For today’s column I also used “Pasko,” an anthology of essays edited by Cid Reyes (with great art design by Ige Ramos) published in 1994. That year may not seem too long ago, but reading through the essays I could already sense some major changes in our  Pasko  (Christmas). It was while reading through “Pasko” that I found an unexpected lead for glimpses into Christmas in the past. This was Rizal’s novel “El Filibusterismo,” which has several chapters with references to Christmas.

In my earlier article, I mentioned that the term “Pasko” itself had been transformed from its original Spanish word. You won’t find  Pasko  or  Pasco  in the RAE dictionary. Instead you have  Pascua, which mainly refers to Easter. The RAE dictionary does have two entries that help explain why we call our Christmas  Pasko. One RAE definition of  Pascua  is: “Each of the ceremony (solemnities) of the birth of Christ, of the recognition and adoration of the Magi and of the arrival of the Holy Spirit.”  The other one has a clearer link to our  Pasko: the time from the birth of Our Lord Jesus Christ to the day of the Kings (Three Kings), inclusive. Filipinos tweaked  Pascua, mainly by preponing (I’m using a Hindi-English term, which means doing something earlier—you know, instead of “postponing”) it earlier and earlier until it covered all the “ber” months.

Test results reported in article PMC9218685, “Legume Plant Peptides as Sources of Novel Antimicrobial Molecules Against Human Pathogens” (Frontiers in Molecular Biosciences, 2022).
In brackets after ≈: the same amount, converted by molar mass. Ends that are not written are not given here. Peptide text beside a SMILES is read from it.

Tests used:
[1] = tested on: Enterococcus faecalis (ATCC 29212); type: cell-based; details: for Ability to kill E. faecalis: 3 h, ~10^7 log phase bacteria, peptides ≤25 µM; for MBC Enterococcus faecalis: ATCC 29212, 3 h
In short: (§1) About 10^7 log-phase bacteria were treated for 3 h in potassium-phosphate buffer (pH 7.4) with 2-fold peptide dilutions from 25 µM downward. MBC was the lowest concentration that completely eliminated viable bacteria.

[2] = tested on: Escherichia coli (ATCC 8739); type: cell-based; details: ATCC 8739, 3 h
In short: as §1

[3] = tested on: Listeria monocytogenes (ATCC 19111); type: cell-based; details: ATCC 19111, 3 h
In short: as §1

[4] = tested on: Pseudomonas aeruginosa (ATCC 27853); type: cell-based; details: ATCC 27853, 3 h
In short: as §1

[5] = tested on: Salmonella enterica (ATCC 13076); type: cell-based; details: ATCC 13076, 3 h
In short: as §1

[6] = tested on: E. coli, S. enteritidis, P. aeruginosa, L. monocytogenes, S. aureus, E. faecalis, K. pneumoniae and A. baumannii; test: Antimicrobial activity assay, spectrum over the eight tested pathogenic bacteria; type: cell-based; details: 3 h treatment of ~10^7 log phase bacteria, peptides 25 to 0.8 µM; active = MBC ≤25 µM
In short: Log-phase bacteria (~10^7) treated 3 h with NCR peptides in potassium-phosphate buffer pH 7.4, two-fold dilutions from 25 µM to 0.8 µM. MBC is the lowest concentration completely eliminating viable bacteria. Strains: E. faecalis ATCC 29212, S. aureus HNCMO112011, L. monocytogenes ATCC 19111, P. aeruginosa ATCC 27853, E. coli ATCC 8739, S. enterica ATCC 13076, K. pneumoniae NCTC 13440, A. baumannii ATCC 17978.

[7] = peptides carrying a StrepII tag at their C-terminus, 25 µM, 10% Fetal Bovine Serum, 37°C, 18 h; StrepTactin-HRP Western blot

The word “aguinaldo” is in the RAE dictionary, defined as Christmas gifts, as well as gifts that are given during other festive occasions.  Aguinaldo  has taken all kinds of new meanings in different parts of the Hispanic world, including a Christmas box and a yearend bonus.